On the negative side:

– The confidentiality requirements are more aggressive that we had expected. The fact that the secrecy doesn’t only cover information that is “commercially confidential”, but also everything that is “commercially sensitive” sets a very bad precedent. If everything “sensitive” has to be kept from the public, it can become hard to get any information which can be used to even question corporate levels of tax payment. The fact that the secrecy also explicitly covers court cases risks eliminating a source of information which has previously been important to CSOs. (see para 44. on page 24 of the Action 13 document under “confidentiality”). Please also note that the is OECD selling this as “a major step forward in transparency” (Explanatory Statement, page 6).

The discussion about how to file and disseminate this information among governments is still ongoing, but now that the high level of confidentiality has been decided, there is a very clear risk that many developing countries will in the end have great difficulties accessing the information. One proposal is that the company should only submit the CBCR report in the country where the headquarter is located, and then governments should exchange information through treaty mechanisms. We know from previous experience that developing countries are not likely to get much information through such a system.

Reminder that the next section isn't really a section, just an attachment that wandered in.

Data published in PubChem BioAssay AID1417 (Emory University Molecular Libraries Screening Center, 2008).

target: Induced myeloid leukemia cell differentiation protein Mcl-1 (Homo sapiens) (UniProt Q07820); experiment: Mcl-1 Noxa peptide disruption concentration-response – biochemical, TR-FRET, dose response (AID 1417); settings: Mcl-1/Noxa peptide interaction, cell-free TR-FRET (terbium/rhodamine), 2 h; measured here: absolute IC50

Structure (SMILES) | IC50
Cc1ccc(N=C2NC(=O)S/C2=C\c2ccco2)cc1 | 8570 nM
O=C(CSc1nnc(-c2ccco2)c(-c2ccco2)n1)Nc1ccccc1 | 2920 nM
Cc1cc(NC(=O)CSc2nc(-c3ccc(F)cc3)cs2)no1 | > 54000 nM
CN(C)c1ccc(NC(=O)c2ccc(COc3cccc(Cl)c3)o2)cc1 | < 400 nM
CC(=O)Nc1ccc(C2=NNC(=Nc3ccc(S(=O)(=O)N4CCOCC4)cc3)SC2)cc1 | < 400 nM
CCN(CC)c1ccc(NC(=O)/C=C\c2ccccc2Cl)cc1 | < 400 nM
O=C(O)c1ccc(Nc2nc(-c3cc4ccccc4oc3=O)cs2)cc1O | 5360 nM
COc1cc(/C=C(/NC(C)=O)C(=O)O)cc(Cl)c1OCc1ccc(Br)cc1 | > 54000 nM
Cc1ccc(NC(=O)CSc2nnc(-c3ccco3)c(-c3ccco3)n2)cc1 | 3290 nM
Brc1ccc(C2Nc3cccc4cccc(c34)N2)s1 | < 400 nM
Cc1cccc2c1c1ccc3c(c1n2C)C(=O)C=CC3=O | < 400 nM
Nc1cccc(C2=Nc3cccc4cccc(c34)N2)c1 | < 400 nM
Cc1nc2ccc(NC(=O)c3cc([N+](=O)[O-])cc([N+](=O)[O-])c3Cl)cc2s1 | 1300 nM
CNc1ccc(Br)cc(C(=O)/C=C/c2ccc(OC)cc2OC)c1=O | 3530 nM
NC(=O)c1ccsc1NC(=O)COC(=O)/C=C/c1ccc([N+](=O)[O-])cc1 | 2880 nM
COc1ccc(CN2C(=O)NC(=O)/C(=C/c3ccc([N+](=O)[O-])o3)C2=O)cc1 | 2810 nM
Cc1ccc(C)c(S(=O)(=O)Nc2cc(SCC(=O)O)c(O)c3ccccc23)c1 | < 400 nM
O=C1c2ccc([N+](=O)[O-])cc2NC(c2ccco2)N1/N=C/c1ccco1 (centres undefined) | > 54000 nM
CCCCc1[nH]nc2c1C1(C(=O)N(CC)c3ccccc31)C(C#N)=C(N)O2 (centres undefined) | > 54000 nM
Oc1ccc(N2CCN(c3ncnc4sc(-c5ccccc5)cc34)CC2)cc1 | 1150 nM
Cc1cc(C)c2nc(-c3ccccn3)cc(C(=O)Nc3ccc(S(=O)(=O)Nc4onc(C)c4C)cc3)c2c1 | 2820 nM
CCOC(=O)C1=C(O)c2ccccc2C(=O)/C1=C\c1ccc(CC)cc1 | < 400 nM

Verification of CBCR information. The OECD document now allows the CBCR information to be outside of the statutory accounting (see page 40 of the Action 13 document under “Source of data”). In order words, the CBCR information does not have to be subject to the independent verification and the legal obligations relating to the statutory accounts of companies. This also seems to be something the OECD has snuck in to the documents at the last minute. Marlies de Ruiter, OECD Head of Tax Treaty, Transfer Pricing, and Financial Transactions said about this: “unlike the prior draft, there is no longer a requirement that statutory accounting be the sole source of data” (see here).

- Risk that not all multinational corporations will be covered: Marlies de Ruiter again: “Officials are considering whether to require reporting only for large companies”.

Complexity and the arm’s length principle

An important problem with the existing international tax system is that it assumes that multinational corporations are in reality separate entities which should be taxed independently, and that this can be achieved with the “arm’s length principle”. To make this work, the OECD has developed an extremely complex system of transfer pricing documentation.

With this new package, it seems the OECD is trying to solve the problem by sticking to the arm’s length principle, but adding more complexity.

On Action 2 (hybrid mismatches): They propose a complex set of provisions designed to be implemented independently by governments without any coordination between governments.

- On Action 8 (intangibles, phase 1 – this work will continue): They stick to old concepts of legal ownership and risk, and seem to be adding new levels of complexity to this system rather than developing alternative systems (such as the profit split method).

Lack of transparency